It has been a tough weekend, our thoughts and condolences are with those affected by the tornado outbreak in the Midwest and Tennessee Valley. I would include statistics and figures on the event, but they are still sorting through the debris and anything I write on the subject now will be dated in an hour.
Locally, we had a quiet weekend after the city's first official snowfall of the season. You know by now that some records were set with this first snow.
As far as a historic perspective on snowfall seasons that have a late start, some of that data is provided here:
For the incoming week, weather will focus on a few areas. California will have quite a lot of water for some with rain and snow there. Wind will be the biggest impact from our neck of the woods to the plains and Midwest. And, in between we will throw some water on our mountains.
Let's break it down by element.
First, total precipitation for the week.
The West Coast and parts of the south/southeast will have the most water coming their way. In terms of averages, the map is far less impressive.
Above average precipitation is coming to California and parts of the West. The far corner of the Pacific Northwest will end up drier than average. The other surplus comes from the tropical moisture supply that will fall as rain over the southern plains to the Ohio Valley.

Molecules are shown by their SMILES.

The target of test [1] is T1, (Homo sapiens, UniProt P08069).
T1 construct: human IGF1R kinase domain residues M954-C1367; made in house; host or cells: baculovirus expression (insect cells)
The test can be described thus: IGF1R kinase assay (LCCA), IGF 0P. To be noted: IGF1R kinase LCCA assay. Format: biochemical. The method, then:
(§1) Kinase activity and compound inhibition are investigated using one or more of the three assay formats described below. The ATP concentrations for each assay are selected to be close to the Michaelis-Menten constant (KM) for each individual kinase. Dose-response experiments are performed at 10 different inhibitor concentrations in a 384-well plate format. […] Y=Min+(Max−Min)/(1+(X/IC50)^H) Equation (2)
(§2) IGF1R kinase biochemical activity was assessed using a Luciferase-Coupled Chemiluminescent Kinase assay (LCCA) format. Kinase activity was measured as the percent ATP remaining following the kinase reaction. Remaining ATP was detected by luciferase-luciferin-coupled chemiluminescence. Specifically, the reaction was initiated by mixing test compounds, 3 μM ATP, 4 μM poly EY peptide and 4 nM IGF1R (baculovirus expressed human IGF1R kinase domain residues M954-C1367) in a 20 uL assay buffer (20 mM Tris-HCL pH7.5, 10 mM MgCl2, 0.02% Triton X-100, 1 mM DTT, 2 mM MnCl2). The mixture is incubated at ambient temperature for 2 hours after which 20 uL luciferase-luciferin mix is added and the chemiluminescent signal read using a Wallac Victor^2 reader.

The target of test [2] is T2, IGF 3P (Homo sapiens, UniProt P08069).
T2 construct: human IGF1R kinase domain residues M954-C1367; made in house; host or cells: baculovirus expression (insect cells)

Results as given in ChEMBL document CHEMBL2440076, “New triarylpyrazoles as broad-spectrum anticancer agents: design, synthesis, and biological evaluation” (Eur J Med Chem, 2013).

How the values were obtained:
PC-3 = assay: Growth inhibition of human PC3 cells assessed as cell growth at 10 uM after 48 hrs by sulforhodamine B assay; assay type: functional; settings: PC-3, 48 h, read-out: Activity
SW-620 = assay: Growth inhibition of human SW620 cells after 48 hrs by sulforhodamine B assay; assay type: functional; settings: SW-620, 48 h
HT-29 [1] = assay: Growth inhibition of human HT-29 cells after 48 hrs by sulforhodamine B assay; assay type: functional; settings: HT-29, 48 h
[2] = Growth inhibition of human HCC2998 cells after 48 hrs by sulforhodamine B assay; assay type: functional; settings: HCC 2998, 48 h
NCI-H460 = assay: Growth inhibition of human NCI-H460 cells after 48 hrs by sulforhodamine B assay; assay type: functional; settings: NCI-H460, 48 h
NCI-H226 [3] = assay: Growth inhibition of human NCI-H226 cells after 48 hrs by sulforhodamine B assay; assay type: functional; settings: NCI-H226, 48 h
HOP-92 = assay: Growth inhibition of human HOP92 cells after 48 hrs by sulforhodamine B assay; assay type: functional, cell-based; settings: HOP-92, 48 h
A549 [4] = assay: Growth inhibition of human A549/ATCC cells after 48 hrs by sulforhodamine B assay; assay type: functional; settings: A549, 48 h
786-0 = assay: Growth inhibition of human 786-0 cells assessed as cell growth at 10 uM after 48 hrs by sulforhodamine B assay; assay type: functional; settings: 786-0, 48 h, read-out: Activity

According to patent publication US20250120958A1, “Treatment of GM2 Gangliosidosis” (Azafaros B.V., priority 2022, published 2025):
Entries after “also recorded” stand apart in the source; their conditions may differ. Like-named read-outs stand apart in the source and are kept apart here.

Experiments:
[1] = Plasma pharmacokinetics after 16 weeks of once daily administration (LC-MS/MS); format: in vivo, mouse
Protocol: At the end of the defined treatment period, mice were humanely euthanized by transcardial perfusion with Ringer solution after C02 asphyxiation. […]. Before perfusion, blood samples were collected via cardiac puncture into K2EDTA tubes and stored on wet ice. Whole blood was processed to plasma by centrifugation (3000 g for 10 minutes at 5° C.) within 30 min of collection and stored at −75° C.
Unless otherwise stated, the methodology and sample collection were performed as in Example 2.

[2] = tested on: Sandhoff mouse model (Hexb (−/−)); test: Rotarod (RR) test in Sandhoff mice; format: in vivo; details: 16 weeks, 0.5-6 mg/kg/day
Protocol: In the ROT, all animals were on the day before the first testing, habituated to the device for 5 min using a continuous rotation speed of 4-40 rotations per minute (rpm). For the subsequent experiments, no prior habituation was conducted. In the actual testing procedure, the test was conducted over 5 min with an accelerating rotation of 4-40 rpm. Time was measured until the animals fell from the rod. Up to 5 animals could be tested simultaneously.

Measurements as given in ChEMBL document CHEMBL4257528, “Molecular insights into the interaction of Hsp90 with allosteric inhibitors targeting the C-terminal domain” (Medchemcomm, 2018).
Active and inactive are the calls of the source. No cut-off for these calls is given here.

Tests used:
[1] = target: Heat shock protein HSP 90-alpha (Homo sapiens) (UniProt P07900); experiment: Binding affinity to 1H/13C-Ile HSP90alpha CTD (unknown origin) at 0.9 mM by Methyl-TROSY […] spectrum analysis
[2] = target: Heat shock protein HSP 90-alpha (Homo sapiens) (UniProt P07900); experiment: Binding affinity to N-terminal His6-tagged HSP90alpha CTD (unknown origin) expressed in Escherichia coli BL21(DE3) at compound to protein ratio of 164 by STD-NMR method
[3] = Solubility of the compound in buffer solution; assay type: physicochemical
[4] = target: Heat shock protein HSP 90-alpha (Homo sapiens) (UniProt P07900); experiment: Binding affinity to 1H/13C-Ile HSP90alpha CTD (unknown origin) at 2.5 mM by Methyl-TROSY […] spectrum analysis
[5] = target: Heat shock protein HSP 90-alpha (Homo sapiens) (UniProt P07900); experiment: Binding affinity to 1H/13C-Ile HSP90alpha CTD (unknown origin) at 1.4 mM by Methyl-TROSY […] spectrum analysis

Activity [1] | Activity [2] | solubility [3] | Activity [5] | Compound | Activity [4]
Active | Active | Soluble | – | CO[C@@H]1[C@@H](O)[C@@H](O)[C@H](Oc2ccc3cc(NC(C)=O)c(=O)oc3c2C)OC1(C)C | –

In terms of snowfall, the West will have some mountain ranges measuring totals in the feet again, this is of course great news!
Colorado will have some of this moisture, too. Let's zoom in a bit.
Some nice areas of snowfall to come through this week for the San Juans, near Aspen and up toward Steamboat Springs. No, it isn't crazy amounts but considering the season let's take every flake we can.
Denver, sure we could see a bit of snow falling but it is quite unlikely. There's a less than 20 percent likelihood for much snow activity this week in Denver, and not much of a higher chance looking out ten days. Here are snowfall gamblers data for parts of the Front Range.
For Denver, if we see snow this week it'll most likely fall Wednesday into Thursday. That's the next strongest system to move through. What that system is likely to produce more than snow is wind.
The image below shows the wind swath covering the Central U.S. for the midweek. Again, most of this wind comes Wednesday through Thursday.
Yes, there are areas where it's possible for wind to far exceed 60 mph this week on the mountains and over the eastern plains. Denver, holiday decorations may be redecorated mid-week, too.
This wind will bring in some colder temperatures, but granted it isn't a huge swing. Highs and lows for the week are shown here for Denver.
Bottom line, the Colorado high country gets much needed snowfall this week but the eastern half of the state likely trades snowfall chances for wind. Hunker down.